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National Coverage Determination (NCD) for Blood Counts (190.15)

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Benefit Category
Diagnostic Laboratory Tests

Note: This may not be an exhaustive list of all applicable Medicare benefit categories for this item or service.

Item/Service Description

Blood counts are used to evaluate and diagnose diseases relating to abnormalities of the blood or bone marrow. These include primary disorders such as anemia, leukemia, polycythemia, thrombocytosis and thrombocytopenia. Many other conditions secondarily affect the blood or bone marrow, including reaction to inflammation and infections, coagulopathies, neoplasms and exposure to toxic substances. Many treatments and therapies affect the blood or bone marrow, and blood counts may be used to monitor treatment effects.

The complete blood count (CBC) includes a hemogram and differential white blood count (WBC). The hemogram includes enumeration of red blood cells, white blood cells, and platelets, as well as the determination of hemoglobin, hematocrit, and indices.

The symptoms of hematological disorders are often nonspecific, and are commonly encountered in patients who may or may not prove to have a disorder of the blood or bone marrow. Furthermore, many medical conditions that are not primarily due to abnormalities of blood or bone marrow may have hematological manifestations that result from the disease or its treatment. As a result, the CBC is one of the most commonly indicated laboratory tests.

Inpatients with possible hematological abnormalities, it may be necessary to determine the hemoglobin and hematocrit, to calculate the red cell indices, and to measure the concentration of white blood cells and platelets. These measurements are usually performed on a multichannel analyzer that measures all of the parameters on every sample. Therefore, laboratory assessments routinely include these measurements.

Indications and Limitations of Coverage


Indications for a CBC or hemogram include red cell, platelet, and white cell disorders. Examples of these indications are enumerated individually below.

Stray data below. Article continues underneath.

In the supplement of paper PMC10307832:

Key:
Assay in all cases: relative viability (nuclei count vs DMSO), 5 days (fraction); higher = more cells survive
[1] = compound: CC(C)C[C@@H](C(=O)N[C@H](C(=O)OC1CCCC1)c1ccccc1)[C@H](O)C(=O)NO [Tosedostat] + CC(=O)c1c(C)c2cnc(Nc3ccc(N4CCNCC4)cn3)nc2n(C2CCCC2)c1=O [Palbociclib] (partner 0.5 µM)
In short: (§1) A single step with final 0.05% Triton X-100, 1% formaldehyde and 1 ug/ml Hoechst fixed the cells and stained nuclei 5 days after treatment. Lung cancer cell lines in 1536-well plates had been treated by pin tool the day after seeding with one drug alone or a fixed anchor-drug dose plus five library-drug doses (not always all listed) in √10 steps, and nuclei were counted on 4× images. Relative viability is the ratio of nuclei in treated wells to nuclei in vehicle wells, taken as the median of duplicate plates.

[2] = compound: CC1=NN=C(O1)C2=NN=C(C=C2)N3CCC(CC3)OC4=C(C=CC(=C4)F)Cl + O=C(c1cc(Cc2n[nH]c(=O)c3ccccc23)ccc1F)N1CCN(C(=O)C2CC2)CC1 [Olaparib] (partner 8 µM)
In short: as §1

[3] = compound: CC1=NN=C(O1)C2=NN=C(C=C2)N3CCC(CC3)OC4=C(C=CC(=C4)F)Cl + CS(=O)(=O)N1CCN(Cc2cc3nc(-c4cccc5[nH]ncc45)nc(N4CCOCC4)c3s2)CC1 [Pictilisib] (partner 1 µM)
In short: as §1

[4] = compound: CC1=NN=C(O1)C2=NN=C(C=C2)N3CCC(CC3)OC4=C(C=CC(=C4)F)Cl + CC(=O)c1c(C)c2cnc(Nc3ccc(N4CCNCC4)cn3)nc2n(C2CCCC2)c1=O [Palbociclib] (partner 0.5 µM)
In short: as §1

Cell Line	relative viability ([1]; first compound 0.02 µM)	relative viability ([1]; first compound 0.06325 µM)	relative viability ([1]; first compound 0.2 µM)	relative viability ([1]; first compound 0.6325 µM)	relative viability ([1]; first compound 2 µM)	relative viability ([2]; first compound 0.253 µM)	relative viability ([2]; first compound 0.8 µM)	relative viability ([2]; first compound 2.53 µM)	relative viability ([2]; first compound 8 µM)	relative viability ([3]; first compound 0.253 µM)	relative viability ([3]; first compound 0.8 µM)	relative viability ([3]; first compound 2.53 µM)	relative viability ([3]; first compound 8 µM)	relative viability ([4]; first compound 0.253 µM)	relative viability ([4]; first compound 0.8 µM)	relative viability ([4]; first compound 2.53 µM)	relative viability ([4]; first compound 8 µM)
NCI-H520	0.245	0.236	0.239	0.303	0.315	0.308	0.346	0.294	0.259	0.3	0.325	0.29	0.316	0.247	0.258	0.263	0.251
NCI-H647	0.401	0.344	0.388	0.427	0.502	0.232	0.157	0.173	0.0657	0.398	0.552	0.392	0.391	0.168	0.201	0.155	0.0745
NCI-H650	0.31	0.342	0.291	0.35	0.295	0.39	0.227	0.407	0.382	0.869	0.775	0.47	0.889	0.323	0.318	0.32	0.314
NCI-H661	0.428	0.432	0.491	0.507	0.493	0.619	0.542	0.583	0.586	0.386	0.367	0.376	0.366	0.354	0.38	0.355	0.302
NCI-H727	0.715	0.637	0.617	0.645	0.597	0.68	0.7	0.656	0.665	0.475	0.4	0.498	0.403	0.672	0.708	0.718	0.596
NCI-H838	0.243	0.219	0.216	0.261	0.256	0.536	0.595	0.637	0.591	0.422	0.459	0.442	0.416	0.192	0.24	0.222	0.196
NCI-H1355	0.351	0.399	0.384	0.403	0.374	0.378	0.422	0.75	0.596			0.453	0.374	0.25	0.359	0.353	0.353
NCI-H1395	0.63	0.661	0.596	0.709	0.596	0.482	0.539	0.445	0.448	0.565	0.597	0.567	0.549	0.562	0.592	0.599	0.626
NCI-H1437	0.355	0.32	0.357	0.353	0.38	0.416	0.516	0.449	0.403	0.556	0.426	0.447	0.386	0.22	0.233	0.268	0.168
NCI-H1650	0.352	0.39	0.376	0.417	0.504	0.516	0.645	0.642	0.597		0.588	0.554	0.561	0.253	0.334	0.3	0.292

1. Indications for a CBC generally include the evaluation of bone marrow dysfunction as a result of neoplasms, therapeutic agents, exposure to toxic substances, or pregnancy.  The CBC is also useful in assessing peripheral destruction of blood cells, suspected bone marrow failure or bone marrow infiltrate, suspected myeloproliferative, myelodysplastic, or lymphoproliferative processes, and immune disorders.
  2. Indications for hemogram or CBC related to red cell (RBC) parameters of the hemogram include signs, symptoms, test results, illness, or disease that can be associated with anemia or other red blood cell disorder (e.g., pallor, weakness, fatigue, weight loss, bleeding, acute injury associated with blood loss or suspected blood loss, abnormal menstrual bleeding, hematuria, hematemesis, hematochezia, positive fecal occult blood test, malnutrition, vitamin deficiency, malabsorption, neuropathy, known malignancy, presence of acute or chronic disease that may have associated anemia, coagulation or hemostatic disorders, postural dizziness, syncope, abdominal pain, change in bowel habits, chronic marrow hypoplasia or decreased RBC production, tachycardia, systolic heart murmur, congestive heart failure, dyspnea, angina, nailbed deformities, growth retardation, jaundice, hepatomegaly, splenomegaly, lymphadenopathy, ulcers on the lower extremities).
  3. Indications for hemogram or CBC related to red cell (RBC) parameters of the hemogram include signs, symptoms, test results, illness, or disease that can be associated with polycythemia (for example, fever, chills, ruddy skin, conjunctival redness, cough, wheezing, cyanosis, clubbing of the fingers, orthopnea, heart murmur, headache, vague cognitive changes including memory changes, sleep apnea, weakness, pruritus, dizziness, excessive sweating, visual symptoms, weight loss, massive obesity, gastrointestinal bleeding, paresthesias, dyspnea, joint symptoms, epigastric distress, pain and erythema of the fingers or toes, venous or arterial thrombosis, thromboembolism, myocardial infarction, stroke, transient ischemic attacks, congenital heart disease, chronic obstructive pulmonary disease, increased erythropoietin production associated with neoplastic, renal or hepatic disorders, androgen or diuretic use, splenomegaly, hepatomegaly, diastolic hypertension.)